Back in the times of Napoleon and his empiric maurading, a French ship supposedly sank off the coast of north east England and all aboard were lost save for a pet monkey that the French had dressed in a tiny French officer’s uniform. Such was the fear of Napoleonic spies (or any spies at all), the locals took one look at the monkey—supposedly having never seen either a Frenchman or a monkey—and took him for a French spy. And when the monkey could neither understand nor utter English they grew convinced and hung him on the nearest solid mast.
Now, the people of Hartlepoole, the village in question, take great offence at their nickname (Monkey Hangers) and defend themselves against the claims most fervently (on the grounds that their town was a port and so most living there would certainly have seen a french man before if not a monkey) and most insist that the story was perpetrated by a rival town based on a myth from a Scots village, Boddam, from 1772 some thirty years earlier.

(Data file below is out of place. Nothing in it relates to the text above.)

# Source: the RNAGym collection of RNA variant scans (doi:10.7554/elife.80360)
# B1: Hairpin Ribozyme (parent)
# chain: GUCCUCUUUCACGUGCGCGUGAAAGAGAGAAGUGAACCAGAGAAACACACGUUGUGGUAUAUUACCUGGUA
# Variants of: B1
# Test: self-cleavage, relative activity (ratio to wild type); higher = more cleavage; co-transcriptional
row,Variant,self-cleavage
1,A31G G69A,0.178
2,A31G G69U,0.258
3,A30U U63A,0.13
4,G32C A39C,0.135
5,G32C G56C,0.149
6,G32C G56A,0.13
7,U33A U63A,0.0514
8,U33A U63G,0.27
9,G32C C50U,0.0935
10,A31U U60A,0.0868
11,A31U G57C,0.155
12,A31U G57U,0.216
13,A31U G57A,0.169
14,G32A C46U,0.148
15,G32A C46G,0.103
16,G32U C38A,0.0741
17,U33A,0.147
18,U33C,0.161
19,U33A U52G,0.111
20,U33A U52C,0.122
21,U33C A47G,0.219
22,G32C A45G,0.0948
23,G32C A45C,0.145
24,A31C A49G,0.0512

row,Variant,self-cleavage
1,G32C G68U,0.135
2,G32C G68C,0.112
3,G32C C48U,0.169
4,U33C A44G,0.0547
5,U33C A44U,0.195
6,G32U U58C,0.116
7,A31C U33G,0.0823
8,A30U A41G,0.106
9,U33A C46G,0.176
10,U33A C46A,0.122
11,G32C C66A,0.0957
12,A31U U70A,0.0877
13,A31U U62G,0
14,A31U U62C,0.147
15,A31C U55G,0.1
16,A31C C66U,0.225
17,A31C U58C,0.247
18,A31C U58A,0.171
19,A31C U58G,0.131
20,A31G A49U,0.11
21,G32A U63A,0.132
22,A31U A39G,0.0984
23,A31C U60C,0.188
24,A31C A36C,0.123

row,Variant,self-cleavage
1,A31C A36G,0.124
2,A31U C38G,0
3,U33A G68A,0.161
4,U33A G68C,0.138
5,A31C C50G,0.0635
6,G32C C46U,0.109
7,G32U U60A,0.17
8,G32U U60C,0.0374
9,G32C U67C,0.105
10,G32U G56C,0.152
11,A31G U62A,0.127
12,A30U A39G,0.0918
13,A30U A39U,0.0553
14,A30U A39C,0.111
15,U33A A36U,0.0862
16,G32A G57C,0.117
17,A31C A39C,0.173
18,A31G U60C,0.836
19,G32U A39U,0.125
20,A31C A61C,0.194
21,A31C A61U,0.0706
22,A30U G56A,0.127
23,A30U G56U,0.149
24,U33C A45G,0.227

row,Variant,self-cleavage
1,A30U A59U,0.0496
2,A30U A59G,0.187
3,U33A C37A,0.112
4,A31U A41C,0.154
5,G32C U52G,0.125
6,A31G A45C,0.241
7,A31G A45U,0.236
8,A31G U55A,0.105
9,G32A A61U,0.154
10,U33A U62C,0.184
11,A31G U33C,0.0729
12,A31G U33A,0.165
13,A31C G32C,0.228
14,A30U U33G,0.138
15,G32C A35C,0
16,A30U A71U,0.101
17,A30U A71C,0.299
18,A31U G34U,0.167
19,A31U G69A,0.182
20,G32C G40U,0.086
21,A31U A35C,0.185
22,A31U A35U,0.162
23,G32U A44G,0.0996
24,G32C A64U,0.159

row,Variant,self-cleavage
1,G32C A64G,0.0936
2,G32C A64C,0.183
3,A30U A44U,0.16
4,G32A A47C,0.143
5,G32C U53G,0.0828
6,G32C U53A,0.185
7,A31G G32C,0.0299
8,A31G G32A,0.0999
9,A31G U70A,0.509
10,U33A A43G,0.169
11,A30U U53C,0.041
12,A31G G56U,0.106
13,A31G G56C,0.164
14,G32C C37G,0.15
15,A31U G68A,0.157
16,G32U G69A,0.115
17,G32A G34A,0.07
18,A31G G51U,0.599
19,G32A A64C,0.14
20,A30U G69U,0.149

The Scots myth says that the monkey was hanged because Scots law required that salvagers could only take possession of booty on sunken vessels if all aboard are perished. They even made a song of it:
A ship went out along the coast,
And all the men on board were lost,
Except the monkey, who climbed the mast,
And the Boddamers hinged the monkey O!
Either way, poor bloody monkey.
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